in protecting against bacterial and respiratory infections. A deficiency of vitamin D3 is associated with increased susceptibility to infections and autoimmunity. The amount of vitamin D3 needed to boost the immune system varies from person to person and normally ranges from 5,000 to 10,000 IU daily.

High doses of vitamin D3 should always be paired with vitamin K2 as it plays a key role in facilitating the absorption of calcium in the body, which is essential for teeth, bone building and heart health. It also helps prevent kidney stones, plaque build-up and supports a healthy immune system.

Community health affects us all. In addition to following the latest CDC precautions there are many different options available to enhance your health. Call or stop in to discuss how you can achieve optimal health with our licensed staff of professionals.

LIVE WELL BE WELL.
520-464-6193
MaricopaWellnessCenter.com
41600 W. Smith-Enke Road
Building 14, Suite 3

by -

In county food inspections Feb. 16-March 15, Dickey’s Barbecue Pit had an issue with its “hot-holding.” All hot foods were above the required minimum of 135 degrees F except the brisket and ribs, which were 131 degrees. Both were discarded.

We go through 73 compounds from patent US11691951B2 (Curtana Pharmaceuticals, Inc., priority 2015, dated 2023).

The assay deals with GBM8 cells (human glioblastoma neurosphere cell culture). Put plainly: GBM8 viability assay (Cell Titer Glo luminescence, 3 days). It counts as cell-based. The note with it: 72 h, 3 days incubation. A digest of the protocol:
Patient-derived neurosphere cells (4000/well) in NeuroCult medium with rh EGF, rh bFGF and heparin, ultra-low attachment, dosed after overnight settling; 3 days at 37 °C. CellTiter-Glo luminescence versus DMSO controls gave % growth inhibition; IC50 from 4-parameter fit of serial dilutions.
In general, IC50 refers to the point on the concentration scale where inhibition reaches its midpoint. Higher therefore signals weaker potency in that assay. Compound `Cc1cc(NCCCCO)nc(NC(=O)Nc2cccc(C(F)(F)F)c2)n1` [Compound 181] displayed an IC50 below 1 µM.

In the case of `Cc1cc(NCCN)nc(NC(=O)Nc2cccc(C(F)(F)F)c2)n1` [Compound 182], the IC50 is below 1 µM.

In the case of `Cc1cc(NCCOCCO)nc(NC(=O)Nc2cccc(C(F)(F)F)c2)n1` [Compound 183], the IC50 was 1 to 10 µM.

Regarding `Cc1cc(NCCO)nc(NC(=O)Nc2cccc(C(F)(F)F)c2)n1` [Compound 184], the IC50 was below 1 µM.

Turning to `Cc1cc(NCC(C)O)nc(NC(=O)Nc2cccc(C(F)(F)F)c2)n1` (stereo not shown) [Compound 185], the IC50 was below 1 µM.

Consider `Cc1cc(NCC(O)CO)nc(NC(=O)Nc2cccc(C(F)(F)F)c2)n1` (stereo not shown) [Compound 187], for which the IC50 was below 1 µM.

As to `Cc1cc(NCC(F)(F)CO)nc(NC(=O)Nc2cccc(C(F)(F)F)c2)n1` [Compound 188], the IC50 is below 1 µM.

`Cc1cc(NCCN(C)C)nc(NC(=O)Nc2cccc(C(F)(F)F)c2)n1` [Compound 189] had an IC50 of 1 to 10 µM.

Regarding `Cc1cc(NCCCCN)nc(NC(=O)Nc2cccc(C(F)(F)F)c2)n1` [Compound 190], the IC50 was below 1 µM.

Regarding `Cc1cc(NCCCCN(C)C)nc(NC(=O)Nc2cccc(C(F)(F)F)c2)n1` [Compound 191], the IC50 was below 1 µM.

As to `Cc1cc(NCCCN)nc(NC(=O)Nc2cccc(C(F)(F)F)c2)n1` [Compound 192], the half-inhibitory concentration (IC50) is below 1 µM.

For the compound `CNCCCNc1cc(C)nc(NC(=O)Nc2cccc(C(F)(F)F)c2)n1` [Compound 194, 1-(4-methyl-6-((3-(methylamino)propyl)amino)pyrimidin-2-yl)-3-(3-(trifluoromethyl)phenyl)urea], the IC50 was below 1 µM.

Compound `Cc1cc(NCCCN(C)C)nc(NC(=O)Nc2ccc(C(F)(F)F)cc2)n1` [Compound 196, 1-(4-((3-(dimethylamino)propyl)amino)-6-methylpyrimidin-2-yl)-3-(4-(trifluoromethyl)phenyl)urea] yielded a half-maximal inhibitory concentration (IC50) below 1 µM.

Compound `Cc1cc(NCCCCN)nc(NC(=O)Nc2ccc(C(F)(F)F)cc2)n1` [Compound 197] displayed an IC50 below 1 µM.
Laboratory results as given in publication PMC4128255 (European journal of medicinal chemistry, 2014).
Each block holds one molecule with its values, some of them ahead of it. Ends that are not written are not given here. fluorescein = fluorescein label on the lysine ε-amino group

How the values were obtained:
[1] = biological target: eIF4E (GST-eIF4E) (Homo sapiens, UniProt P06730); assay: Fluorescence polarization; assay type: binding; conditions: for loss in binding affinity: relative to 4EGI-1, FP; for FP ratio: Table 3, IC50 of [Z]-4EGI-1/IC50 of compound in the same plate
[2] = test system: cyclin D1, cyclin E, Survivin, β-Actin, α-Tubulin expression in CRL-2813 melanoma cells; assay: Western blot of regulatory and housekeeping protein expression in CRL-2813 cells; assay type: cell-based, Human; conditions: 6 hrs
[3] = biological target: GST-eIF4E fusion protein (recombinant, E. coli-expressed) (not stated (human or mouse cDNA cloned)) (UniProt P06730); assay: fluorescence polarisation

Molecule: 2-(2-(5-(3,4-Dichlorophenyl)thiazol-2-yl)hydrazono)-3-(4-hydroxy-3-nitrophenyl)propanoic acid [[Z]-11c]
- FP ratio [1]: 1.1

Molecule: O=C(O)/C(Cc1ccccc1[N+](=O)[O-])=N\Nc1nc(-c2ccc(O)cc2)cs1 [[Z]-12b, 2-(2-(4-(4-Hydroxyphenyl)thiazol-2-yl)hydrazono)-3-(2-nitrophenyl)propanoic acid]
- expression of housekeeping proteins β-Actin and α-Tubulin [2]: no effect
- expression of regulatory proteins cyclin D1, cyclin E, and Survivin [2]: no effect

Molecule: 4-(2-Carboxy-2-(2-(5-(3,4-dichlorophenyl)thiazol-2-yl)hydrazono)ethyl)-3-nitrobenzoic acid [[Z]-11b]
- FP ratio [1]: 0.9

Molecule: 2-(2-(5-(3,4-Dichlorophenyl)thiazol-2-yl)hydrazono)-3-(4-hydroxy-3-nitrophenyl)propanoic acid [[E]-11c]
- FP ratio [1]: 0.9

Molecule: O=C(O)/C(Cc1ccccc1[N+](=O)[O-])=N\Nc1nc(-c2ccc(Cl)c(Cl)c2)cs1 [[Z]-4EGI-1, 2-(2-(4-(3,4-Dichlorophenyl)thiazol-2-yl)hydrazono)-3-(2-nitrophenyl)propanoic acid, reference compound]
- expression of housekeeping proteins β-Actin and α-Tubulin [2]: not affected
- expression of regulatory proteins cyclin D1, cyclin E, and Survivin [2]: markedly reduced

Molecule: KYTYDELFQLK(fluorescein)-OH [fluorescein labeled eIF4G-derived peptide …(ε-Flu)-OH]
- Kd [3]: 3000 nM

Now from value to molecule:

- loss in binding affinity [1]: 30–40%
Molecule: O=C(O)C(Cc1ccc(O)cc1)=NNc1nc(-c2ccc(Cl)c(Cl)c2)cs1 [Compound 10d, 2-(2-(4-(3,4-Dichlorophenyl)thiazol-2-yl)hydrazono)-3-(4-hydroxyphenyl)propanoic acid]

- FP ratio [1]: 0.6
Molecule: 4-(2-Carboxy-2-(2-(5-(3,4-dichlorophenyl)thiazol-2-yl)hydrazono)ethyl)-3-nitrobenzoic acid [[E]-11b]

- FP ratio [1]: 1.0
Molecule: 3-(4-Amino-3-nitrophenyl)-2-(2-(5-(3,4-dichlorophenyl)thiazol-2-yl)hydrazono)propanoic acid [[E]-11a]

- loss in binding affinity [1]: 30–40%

The deli at Fry’s Marketplace was cited for hot-holding and cold-hold violations. Warm chicken was found to be at 119 degrees instead of 135, which was blamed on a door being left ajar. Seafood salad and tuna salad were found to be at 43 degrees instead of the required cold-holding maximum of 41. Maintenance was called to fix the problem.

EXCELLENT [No violations found]
Bashas’
Bashas’ – AFC sushi
Bashas’ – bakery
Bashas’ – deli
Bashas’ – Starbucks
The Box Meat Shop
Central Arizona College – Ace Vending
Central Arizona College – café
Central Arizona College – culinary
Circle K (east)
Circle K (east) – Made to Go
Culver’s
Francisco’s Mexican Food
Freddy’s Frozen Custard & Steakburgers
Fry’s Marketplace
Fry’s Marketplace – bakery
Fry’s Marketplace – Starbucks
Fry’s Marketplace – sushi
Jersey Mike’s Subs
Papa John’s Pizza
QuickTrip
Rosati’s Pizza
Walmart
Walmart – bakery
Walmart – deli
Wendy’s

SATISFACTORY [Violations corrected during inspections]
Dickey’s Barbecue Pit
Fry’s Marketplace – deli

NEEDS IMPROVEMENT [Critical items noted during inspection cannot be corrected immediately requiring follow-up inspection]
None

UNACCEPTABLE [Gross, unsanitary conditions necessitating the discontinuation of service]
None


This item appears in the April issue of InMaricopa.

Victor and Robin Jones. Photo by Kyle Norby

 

Back in October, the Jones family had their lives changed forever. Last time we met with Victor “Grandpa” Jones, he had gone through surgery to remove his failing heart and replace it with a temporary TAH (total artificial heart) until a donor could be found.